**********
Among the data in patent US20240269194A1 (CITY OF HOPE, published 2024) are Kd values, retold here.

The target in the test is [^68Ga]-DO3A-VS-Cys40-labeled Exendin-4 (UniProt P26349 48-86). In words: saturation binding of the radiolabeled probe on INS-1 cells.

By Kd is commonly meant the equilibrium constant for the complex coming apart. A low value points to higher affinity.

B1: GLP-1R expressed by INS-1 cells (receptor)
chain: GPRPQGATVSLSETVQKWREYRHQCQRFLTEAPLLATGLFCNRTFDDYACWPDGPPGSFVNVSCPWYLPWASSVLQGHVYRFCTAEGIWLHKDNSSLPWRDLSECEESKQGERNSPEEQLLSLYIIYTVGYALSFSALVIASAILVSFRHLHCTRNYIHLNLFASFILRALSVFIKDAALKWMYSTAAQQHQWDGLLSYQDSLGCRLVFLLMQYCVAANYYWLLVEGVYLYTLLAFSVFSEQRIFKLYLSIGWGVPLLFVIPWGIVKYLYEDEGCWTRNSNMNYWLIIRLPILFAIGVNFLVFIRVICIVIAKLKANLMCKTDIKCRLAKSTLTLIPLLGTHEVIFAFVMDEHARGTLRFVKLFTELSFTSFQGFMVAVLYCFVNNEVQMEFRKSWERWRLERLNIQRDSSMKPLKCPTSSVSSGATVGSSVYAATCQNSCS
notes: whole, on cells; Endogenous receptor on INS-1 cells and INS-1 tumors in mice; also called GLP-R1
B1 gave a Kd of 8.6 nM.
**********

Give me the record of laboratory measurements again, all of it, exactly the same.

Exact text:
Among the data in patent US20240269194A1 (CITY OF HOPE, published 2024) are Kd values, retold here.

The target in the test is [^68Ga]-DO3A-VS-Cys40-labeled Exendin-4 (UniProt P26349 48-86). In words: saturation binding of the radiolabeled probe on INS-1 cells.

By Kd is commonly meant the equilibrium constant for the complex coming apart. A low value points to higher affinity.

B1: GLP-1R expressed by INS-1 cells (receptor)
chain: GPRPQGATVSLSETVQKWREYRHQCQRFLTEAPLLATGLFCNRTFDDYACWPDGPPGSFVNVSCPWYLPWASSVLQGHVYRFCTAEGIWLHKDNSSLPWRDLSECEESKQGERNSPEEQLLSLYIIYTVGYALSFSALVIASAILVSFRHLHCTRNYIHLNLFASFILRALSVFIKDAALKWMYSTAAQQHQWDGLLSYQDSLGCRLVFLLMQYCVAANYYWLLVEGVYLYTLLAFSVFSEQRIFKLYLSIGWGVPLLFVIPWGIVKYLYEDEGCWTRNSNMNYWLIIRLPILFAIGVNFLVFIRVICIVIAKLKANLMCKTDIKCRLAKSTLTLIPLLGTHEVIFAFVMDEHARGTLRFVKLFTELSFTSFQGFMVAVLYCFVNNEVQMEFRKSWERWRLERLNIQRDSSMKPLKCPTSSVSSGATVGSSVYAATCQNSCS
notes: whole, on cells; Endogenous receptor on INS-1 cells and INS-1 tumors in mice; also called GLP-R1
B1 gave a Kd of 8.6 nM.